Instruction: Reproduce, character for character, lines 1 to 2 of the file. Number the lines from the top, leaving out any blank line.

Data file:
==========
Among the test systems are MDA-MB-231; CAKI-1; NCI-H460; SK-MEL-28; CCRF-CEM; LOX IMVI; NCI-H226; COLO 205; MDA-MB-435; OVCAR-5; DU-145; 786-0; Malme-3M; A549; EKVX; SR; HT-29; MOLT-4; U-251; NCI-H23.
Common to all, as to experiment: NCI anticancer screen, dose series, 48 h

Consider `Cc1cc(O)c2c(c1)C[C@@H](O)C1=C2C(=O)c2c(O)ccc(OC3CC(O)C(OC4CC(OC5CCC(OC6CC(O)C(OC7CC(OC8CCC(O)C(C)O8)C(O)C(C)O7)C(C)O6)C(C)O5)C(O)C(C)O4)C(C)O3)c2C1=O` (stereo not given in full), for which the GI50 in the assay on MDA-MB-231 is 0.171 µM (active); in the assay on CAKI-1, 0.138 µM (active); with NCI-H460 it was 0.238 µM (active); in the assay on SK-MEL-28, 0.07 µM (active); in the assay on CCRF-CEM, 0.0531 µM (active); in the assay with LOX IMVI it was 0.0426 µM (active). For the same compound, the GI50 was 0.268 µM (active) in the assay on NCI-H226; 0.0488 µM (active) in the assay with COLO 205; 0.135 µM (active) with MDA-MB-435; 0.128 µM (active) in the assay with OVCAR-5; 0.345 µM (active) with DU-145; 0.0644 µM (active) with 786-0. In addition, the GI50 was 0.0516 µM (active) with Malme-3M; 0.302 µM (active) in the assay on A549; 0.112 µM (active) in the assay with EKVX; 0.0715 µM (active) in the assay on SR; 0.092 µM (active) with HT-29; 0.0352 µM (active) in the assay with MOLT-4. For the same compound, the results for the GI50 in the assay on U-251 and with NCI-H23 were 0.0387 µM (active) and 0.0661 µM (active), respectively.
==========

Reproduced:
Among the test systems are MDA-MB-231; CAKI-1; NCI-H460; SK-MEL-28; CCRF-CEM; LOX IMVI; NCI-H226; COLO 205; MDA-MB-435; OVCAR-5; DU-145; 786-0; Malme-3M; A549; EKVX; SR; HT-29; MOLT-4; U-251; NCI-H23.
Common to all, as to experiment: NCI anticancer screen, dose series, 48 h